In response, ERP vendors are developing innovative new features like activity feeds, chatbots, and conversation feeds based on Web 2.0 technologies, to not only improve the processes of communication and collaboration, but to also draw upon the pools of enterprise data underlying their platforms.
There’s scope to move innovation to all kinds of levels. Customer Relationship Management (CRM) for example, forms an integral part of any ERP system – and the operations of any commercial enterprise, in today’s economy. Social integration could be used to harmonise the customer experience across all outlets of the “omni-channel” marketing process: physical stores, websites, eCommerce portals, mobile apps, etc.
By melding a CRM module with the activity and behaviour monitoring possible on social media – and with the intelligent analytics of an ERP system – it may be possible to empower marketing and sales professionals to track their customer bases and use social communication tools to intervene at strategic points of “the buyer’s journey”. In this way, they could take proactive steps in real or near-real time to provide product or service information, and retain customer loyalty.
With new technologies and techniques come resistance to change, and an urge to cling to what’s tried and tested. The integration of social media in the workplace may encounter opposition at all kinds of levels: workers hesitant to try new things, finance departments unwilling to budget for it, or management fearing that social interaction could become a distraction.
Acceptance of social media integration within ERP systems is likely to meet with most success when the integration occurs through enterprise applications which are recommended by management for use in the workplace. Gartner, Inc. calls this the “push” approach to software deployment.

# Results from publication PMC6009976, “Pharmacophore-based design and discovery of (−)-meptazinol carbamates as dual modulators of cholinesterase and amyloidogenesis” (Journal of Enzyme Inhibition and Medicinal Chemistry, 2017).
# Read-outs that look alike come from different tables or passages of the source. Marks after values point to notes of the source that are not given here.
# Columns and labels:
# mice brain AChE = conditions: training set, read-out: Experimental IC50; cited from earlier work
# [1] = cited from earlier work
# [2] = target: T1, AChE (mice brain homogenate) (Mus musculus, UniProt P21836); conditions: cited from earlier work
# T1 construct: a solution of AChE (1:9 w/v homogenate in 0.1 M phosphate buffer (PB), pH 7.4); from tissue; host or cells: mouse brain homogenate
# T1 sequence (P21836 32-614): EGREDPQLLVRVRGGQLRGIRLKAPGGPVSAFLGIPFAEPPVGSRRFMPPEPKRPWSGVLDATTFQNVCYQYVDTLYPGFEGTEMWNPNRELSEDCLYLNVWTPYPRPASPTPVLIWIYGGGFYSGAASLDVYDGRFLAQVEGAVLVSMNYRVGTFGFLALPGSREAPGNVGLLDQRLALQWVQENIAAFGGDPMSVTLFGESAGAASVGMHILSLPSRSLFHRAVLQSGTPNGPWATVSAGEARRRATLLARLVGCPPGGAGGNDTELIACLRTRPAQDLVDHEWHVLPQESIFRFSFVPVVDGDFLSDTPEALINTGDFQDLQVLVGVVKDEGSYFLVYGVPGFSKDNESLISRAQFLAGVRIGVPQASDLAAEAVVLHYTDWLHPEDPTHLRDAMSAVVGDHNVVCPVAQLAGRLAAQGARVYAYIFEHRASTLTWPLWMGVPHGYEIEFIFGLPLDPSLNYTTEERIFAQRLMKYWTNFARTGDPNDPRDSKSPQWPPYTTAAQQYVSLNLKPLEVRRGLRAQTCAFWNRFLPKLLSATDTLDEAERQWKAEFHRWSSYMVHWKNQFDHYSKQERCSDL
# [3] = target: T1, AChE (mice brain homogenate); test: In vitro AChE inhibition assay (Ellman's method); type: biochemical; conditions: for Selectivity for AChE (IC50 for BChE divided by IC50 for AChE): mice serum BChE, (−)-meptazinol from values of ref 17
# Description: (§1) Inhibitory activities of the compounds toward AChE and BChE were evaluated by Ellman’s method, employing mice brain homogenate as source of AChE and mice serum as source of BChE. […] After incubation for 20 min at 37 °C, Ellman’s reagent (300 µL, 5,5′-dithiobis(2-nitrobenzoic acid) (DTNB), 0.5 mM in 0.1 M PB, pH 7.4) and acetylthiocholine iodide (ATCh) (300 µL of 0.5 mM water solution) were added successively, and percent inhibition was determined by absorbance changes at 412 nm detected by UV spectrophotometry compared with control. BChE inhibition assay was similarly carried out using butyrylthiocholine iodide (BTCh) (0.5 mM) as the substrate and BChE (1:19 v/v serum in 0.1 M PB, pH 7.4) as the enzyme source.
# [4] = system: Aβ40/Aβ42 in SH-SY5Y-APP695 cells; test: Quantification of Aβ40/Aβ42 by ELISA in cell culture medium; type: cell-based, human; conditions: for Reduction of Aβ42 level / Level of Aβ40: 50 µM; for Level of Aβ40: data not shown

Overblown expectations are another potential challenge to be met. With automation a part of so many ERP operations, it might be tempting to assume that automated social media integration will eliminate the need for workers to perform due diligence themselves, or provide the personal touch in their dealings with suppliers and consumers.
Like any other tool, social integration is only as versatile as the person who wields it – and this needs to be brought home to workers when a system is deployed.
Working With The ERP Vendors
Finally, the role of ERP software vendors and service providers needs to be taken into account – especially with cloud-provisioned ERP platforms holding a significant slice of the market. Vendors may have their own road-maps and timetables for bringing social integration tools to the solutions they offer, so enterprise deployments need to be planned with this aspect in mind.
In this regard, the open source ERP ecosystem has a distinct advantage, in that the tools and functionality needed for social media integration may be coded on demand.
Emphasis On Actionable
As you can see, information gathering, analysis, the crafting of personas, and the delivery of content and interventions specifically tailored for the Mark and Maggie on your customer list aren’t passive activities. And the emphasis at all times needs to be on extracting actionable insights from the information streams that you consult. Design and delivery also need to be active, ongoing, and responsive processes.
Document Those Profiles
Finally, don’t forget to archive and document your personas – if necessary packaging them in a format most appropriate to the departments within your enterprise that will have access to them. These days, that could include everyone, as interactions with customers (e.g. service requests, response to comments and questions) may occur on social media at any time.
Remember to refresh your persona documents periodically, to reflect changing market conditions, shifts in consumer behaviour, and to allow for the personal growth and changing circumstances of Mark and Maggie.